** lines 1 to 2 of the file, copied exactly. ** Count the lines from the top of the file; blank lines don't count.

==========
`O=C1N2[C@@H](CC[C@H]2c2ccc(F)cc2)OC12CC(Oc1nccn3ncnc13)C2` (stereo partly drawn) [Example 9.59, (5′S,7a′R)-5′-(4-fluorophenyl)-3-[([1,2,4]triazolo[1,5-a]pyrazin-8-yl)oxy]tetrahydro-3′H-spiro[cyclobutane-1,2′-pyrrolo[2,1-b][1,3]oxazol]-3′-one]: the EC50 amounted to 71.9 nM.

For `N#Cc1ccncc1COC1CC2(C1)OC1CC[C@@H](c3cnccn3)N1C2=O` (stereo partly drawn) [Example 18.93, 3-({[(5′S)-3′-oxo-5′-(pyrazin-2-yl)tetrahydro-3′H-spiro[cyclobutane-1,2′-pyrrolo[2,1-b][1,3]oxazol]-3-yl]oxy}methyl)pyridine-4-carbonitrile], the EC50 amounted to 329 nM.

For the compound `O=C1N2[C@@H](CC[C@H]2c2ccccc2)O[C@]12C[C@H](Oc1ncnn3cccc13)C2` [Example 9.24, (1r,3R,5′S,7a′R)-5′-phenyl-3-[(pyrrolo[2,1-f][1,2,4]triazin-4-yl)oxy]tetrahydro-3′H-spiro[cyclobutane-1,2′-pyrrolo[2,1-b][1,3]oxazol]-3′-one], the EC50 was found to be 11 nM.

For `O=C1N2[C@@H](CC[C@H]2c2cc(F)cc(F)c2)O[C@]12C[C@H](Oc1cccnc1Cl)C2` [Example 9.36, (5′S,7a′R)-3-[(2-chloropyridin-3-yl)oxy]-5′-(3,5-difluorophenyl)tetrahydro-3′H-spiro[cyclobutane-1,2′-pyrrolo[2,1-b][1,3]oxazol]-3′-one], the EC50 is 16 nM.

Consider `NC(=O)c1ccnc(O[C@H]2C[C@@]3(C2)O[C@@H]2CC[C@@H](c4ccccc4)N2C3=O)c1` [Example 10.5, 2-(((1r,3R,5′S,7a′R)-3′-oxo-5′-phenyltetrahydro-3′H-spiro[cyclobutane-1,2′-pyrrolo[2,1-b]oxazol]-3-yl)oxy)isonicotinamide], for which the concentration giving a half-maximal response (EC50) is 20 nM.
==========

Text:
`O=C1N2[C@@H](CC[C@H]2c2ccc(F)cc2)OC12CC(Oc1nccn3ncnc13)C2` (stereo partly drawn) [Example 9.59, (5′S,7a′R)-5′-(4-fluorophenyl)-3-[([1,2,4]triazolo[1,5-a]pyrazin-8-yl)oxy]tetrahydro-3′H-spiro[cyclobutane-1,2′-pyrrolo[2,1-b][1,3]oxazol]-3′-one]: the EC50 amounted to 71.9 nM.

For `N#Cc1ccncc1COC1CC2(C1)OC1CC[C@@H](c3cnccn3)N1C2=O` (stereo partly drawn) [Example 18.93, 3-({[(5′S)-3′-oxo-5′-(pyrazin-2-yl)tetrahydro-3′H-spiro[cyclobutane-1,2′-pyrrolo[2,1-b][1,3]oxazol]-3-yl]oxy}methyl)pyridine-4-carbonitrile], the EC50 amounted to 329 nM.